By Dr. Shanti Nair
This week, the United Nations has been focusing intently on the use of technology to solve global problems and drive development that's both affordable and sustainable. It's an immensely important topic in a world increasingly divided between rich and poor, healthy and sick, educated and isolated, and is central to the UN mission for the current century.
As Dean of Research at Amrita University, one of the newest and most advanced research institutions in India, I'm used to contrasts. Our country has some of the most innovative scientists and doctors breaking new ground every day, but also millions who live traditionally in villages barely touched by electricity, basic plumbing or the Internet.
This all makes India an unparalleled laboratory for the technological development solutions for the global problems that are affecting people everywhere -- like poverty and income inequality, disease and public health, women's education and equality, sanitation and clean water.
Amrita University itself is a lesson in innovation. It was founded not by scientists and scholars but by one of India's most influential humanitarians and spiritual leaders, Sri Mata Amritanandamayi, who serves as Chancellor of Amrita University and believes that integration of the latest technologies with spiritual principles is the right way forward.
Amma gave the keynote address at the recent UNAI conference, stressing for the participants the Amrita University's core tenet: progress that is driven by compassion and understanding for all people.
Amrita University has committed itself to the development of technologies to address these very concrete needs, without forgetting that human happiness and well-being also has a spiritual dimension. We have been joined in this mission by scientists and technologists from top institutions around the world, including Oxford, Cambridge, Stanford, EPFL, Monash, Twente, and the National University of Singapore.
On Wednesday, Amrita and our fellow researchers presented a few of these solutions-in-progress to over 700 representatives from 93 international universities at a conference on Technology for Sustainable Development that we co-hosted with the United Nations Academic Impact (UNAI) program, a global initiative that aligns institutions of higher education with the UN to advance sustainable development.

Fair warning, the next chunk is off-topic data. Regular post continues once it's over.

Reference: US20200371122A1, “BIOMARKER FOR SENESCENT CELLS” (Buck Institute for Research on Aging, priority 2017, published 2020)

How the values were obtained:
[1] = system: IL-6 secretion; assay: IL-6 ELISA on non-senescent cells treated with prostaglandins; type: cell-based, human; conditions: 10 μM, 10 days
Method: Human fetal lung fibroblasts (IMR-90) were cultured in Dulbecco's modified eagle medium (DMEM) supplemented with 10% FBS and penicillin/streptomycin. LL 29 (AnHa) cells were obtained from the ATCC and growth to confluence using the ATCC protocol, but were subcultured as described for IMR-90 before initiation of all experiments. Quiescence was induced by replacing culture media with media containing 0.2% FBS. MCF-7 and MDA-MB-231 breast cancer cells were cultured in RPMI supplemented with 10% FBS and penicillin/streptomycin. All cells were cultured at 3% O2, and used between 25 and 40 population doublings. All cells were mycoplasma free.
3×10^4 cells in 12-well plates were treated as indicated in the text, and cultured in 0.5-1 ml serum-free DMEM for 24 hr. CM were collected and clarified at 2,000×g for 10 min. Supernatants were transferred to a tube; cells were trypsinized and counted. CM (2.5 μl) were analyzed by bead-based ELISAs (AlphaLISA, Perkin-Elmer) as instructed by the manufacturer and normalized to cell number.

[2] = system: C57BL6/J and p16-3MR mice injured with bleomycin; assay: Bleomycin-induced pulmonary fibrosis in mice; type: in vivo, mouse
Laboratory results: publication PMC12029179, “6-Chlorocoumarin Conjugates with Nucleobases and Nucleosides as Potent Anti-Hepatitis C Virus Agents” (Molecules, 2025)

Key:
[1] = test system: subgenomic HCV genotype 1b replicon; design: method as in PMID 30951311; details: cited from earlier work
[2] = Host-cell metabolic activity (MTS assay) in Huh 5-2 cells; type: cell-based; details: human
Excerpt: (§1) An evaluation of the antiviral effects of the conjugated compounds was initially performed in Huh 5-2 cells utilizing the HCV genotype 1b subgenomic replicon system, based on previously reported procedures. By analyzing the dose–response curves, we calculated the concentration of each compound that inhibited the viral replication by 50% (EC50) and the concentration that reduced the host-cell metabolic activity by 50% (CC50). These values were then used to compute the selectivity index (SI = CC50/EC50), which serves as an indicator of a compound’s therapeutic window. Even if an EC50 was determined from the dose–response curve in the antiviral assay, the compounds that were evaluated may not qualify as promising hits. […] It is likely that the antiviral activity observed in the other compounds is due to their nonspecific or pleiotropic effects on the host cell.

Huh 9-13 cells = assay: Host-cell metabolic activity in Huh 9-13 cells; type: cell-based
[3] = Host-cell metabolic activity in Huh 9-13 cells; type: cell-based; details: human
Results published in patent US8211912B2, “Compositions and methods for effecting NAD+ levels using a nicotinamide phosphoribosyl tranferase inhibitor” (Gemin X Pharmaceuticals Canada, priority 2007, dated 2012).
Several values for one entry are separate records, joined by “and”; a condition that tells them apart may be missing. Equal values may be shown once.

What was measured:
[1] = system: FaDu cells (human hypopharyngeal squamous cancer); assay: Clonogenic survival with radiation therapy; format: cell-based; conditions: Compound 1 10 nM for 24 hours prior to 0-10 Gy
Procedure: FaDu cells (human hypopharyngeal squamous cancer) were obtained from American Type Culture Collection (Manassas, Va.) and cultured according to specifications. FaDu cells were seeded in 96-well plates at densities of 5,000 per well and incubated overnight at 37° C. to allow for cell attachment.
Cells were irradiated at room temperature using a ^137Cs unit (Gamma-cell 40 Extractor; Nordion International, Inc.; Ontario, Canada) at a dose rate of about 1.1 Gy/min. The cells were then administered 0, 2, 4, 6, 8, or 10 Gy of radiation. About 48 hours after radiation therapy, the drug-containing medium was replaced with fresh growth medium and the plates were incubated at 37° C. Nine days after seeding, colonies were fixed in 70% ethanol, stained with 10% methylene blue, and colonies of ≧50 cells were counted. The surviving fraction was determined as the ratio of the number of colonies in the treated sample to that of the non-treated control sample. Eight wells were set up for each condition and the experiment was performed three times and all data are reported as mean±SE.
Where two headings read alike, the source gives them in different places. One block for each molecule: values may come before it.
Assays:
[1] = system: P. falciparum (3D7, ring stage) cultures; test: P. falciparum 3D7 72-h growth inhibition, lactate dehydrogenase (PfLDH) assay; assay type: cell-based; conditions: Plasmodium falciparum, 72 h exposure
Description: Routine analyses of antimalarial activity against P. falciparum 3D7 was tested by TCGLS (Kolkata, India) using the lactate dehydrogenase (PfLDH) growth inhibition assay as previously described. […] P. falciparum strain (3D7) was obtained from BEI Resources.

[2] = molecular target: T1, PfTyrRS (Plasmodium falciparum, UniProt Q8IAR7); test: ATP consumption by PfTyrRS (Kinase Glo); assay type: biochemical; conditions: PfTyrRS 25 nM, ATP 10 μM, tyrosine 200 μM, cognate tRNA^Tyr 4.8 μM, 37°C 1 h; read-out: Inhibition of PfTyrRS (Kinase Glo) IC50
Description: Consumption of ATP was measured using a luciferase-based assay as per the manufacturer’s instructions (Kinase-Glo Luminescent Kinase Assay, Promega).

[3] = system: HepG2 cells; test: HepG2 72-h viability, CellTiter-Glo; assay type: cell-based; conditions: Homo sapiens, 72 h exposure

• Health and Medicine -- The problem of increasing antibiotic resistance is a concern for people everywhere. We're developing nanotechnology materials that can serve as a new type of antibiotic materials that will overcome resistance. We're also developing more effective and nanotech-enabled vaccines and nano-therapeutics for diseases of the immune system, such as multiple sclerosis and diabetes; new and less toxic nanomedicines for combatting drug resistance in cancer. We have shown the potential of a light-based diagnostic tool for early detection of oral cancer that can save countless lives.
• Clean Water -- Hundreds of millions of people globally have limited access to clean water. Amrita's research teams are using nano-textiles to create low-cost and effective filters that can remove disease-causing bacteria, parasites and viruses.
• Energy Storage - Many communities in India have little or no connection to an electric grid, but existing battery technologies have limitations of weight, cost, and storage. Nano-based solid-state thin-film energy-storage systems that our researchers are developing are capable of providing battery life of ten years or more and better storage capacity. The potential applications for better battery technology are exciting even for people with ready access to the grid.
Haptics & Robotics
• Education -- The science of haptics is the science of touch and perception, using vibrations and other forces to simulate what it feels like to handle a tool or manipulate objects. Amrita and its fellow researchers are using haptic technology to address the need for effective and affordable training in construction and other hands-on vocational skills that men and women in developing communities need.
Sensors and Wireless Communications
• Disaster Management - Natural disasters have caused an estimated $1.7 trillion in damage and killed more than a million people, just since the year 2000. One of India's biggest concerns is landslides, so Amrita scientists have developed a novel Deep Earth Probe that can sense when landslides are imminent and then send out warnings so people who live in high-risk areas can move to safer ground.
• People have been practicing traditional medicine for thousands of years, notably in places such as China and India, and many of the herbal and nature-derived treatments are as effective or better than modern synthetic medicines. We are studying very carefully the mechanisms of action of these traditional medications and creating a new database that will help in bringing the curative aspects of these traditional medicines to the people. A good example is our demonstration of a traditional remedy for diabetic wound-healing made from the outer shell of the cashew nut that can potentially save many limbs from amputation due to incurable diabetic wounds.
By Dr. Shanti Nair